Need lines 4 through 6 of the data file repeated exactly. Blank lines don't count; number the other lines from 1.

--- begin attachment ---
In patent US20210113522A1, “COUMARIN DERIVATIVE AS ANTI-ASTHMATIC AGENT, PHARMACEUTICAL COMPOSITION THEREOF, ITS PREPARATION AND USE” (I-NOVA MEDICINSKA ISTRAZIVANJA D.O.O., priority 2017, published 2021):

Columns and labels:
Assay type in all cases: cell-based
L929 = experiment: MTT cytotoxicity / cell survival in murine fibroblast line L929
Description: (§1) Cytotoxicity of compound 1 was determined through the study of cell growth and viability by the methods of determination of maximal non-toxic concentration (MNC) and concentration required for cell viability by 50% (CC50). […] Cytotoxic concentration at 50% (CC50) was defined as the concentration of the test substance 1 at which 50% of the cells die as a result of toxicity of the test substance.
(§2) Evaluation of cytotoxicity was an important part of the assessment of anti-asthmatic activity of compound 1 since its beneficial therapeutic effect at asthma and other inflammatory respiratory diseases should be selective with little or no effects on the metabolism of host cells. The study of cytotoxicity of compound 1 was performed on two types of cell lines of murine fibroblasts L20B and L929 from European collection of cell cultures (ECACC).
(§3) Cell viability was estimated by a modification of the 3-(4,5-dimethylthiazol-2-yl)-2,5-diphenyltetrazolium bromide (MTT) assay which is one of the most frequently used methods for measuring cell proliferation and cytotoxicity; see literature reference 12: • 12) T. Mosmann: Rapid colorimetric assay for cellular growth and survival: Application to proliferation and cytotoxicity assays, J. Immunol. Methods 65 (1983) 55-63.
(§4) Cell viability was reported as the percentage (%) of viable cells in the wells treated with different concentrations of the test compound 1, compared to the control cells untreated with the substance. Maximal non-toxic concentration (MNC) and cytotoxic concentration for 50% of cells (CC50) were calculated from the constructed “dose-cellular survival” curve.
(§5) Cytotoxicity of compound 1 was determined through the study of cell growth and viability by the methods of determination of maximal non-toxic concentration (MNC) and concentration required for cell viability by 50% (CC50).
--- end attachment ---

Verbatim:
L929 = experiment: MTT cytotoxicity / cell survival in murine fibroblast line L929
Description: (§1) Cytotoxicity of compound 1 was determined through the study of cell growth and viability by the methods of determination of maximal non-toxic concentration (MNC) and concentration required for cell viability by 50% (CC50). […] Cytotoxic concentration at 50% (CC50) was defined as the concentration of the test substance 1 at which 50% of the cells die as a result of toxicity of the test substance.
(§2) Evaluation of cytotoxicity was an important part of the assessment of anti-asthmatic activity of compound 1 since its beneficial therapeutic effect at asthma and other inflammatory respiratory diseases should be selective with little or no effects on the metabolism of host cells. The study of cytotoxicity of compound 1 was performed on two types of cell lines of murine fibroblasts L20B and L929 from European collection of cell cultures (ECACC).